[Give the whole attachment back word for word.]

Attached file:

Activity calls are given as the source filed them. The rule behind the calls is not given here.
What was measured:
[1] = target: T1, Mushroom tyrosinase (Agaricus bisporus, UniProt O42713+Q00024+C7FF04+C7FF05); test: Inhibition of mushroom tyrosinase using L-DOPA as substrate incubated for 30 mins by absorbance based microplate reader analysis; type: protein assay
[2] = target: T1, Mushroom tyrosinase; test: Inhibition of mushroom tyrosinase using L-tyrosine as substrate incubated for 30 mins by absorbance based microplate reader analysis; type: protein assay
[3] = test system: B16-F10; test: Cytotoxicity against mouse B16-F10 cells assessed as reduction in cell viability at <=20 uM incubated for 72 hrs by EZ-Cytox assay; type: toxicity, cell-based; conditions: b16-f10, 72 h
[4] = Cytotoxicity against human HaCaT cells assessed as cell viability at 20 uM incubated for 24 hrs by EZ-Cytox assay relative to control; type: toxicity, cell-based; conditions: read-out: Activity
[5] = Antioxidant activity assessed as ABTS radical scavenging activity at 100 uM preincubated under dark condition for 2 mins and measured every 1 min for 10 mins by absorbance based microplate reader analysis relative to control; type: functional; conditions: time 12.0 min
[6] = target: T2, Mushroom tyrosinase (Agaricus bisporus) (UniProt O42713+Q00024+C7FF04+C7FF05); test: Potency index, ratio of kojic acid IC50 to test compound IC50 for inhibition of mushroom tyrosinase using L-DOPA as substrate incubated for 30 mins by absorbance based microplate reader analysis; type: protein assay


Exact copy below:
Activity calls are given as the source filed them. The rule behind the calls is not given here.
What was measured:
[1] = target: T1, Mushroom tyrosinase (Agaricus bisporus, UniProt O42713+Q00024+C7FF04+C7FF05); test: Inhibition of mushroom tyrosinase using L-DOPA as substrate incubated for 30 mins by absorbance based microplate reader analysis; type: protein assay
[2] = target: T1, Mushroom tyrosinase; test: Inhibition of mushroom tyrosinase using L-tyrosine as substrate incubated for 30 mins by absorbance based microplate reader analysis; type: protein assay
[3] = test system: B16-F10; test: Cytotoxicity against mouse B16-F10 cells assessed as reduction in cell viability at <=20 uM incubated for 72 hrs by EZ-Cytox assay; type: toxicity, cell-based; conditions: b16-f10, 72 h
[4] = Cytotoxicity against human HaCaT cells assessed as cell viability at 20 uM incubated for 24 hrs by EZ-Cytox assay relative to control; type: toxicity, cell-based; conditions: read-out: Activity
[5] = Antioxidant activity assessed as ABTS radical scavenging activity at 100 uM preincubated under dark condition for 2 mins and measured every 1 min for 10 mins by absorbance based microplate reader analysis relative to control; type: functional; conditions: time 12.0 min
[6] = target: T2, Mushroom tyrosinase (Agaricus bisporus) (UniProt O42713+Q00024+C7FF04+C7FF05); test: Potency index, ratio of kojic acid IC50 to test compound IC50 for inhibition of mushroom tyrosinase using L-DOPA as substrate incubated for 30 mins by absorbance based microplate reader analysis; type: protein assay